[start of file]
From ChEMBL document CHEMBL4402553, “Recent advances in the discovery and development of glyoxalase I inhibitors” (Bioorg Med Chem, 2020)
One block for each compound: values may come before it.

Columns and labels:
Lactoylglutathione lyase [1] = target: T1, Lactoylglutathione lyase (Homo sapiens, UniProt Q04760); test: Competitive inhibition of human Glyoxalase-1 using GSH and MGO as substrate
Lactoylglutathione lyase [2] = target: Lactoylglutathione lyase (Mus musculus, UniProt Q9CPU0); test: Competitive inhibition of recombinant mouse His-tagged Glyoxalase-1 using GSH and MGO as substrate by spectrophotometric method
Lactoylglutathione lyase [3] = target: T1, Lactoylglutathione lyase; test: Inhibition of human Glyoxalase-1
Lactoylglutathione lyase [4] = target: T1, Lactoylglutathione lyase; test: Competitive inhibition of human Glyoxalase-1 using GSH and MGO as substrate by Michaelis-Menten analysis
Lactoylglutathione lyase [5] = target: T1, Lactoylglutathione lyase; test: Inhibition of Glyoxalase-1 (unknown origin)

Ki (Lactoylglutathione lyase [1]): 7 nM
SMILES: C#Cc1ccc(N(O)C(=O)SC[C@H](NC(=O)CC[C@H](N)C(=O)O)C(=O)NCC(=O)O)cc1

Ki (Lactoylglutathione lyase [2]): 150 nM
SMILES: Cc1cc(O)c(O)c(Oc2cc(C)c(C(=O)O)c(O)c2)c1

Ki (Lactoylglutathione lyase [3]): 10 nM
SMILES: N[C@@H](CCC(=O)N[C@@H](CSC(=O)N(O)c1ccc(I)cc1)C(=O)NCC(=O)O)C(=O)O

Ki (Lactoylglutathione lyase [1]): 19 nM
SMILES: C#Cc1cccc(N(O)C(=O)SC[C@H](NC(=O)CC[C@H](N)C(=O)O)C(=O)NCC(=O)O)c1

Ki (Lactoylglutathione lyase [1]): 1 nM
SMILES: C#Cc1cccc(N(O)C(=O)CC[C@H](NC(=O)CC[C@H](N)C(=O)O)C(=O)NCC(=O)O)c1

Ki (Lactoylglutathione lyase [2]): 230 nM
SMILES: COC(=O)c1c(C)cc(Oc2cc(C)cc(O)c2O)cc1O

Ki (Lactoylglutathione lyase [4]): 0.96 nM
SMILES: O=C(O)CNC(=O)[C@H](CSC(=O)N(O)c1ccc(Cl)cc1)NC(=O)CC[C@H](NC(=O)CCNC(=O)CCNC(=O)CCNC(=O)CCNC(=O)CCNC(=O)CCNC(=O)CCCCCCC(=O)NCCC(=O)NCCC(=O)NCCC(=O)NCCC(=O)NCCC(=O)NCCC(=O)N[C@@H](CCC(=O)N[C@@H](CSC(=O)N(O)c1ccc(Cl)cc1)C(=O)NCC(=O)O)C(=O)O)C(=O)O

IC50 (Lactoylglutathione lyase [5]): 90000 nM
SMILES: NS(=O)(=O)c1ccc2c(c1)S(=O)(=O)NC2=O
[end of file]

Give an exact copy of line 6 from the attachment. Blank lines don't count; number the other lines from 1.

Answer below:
Lactoylglutathione lyase [3] = target: T1, Lactoylglutathione lyase; test: Inhibition of human Glyoxalase-1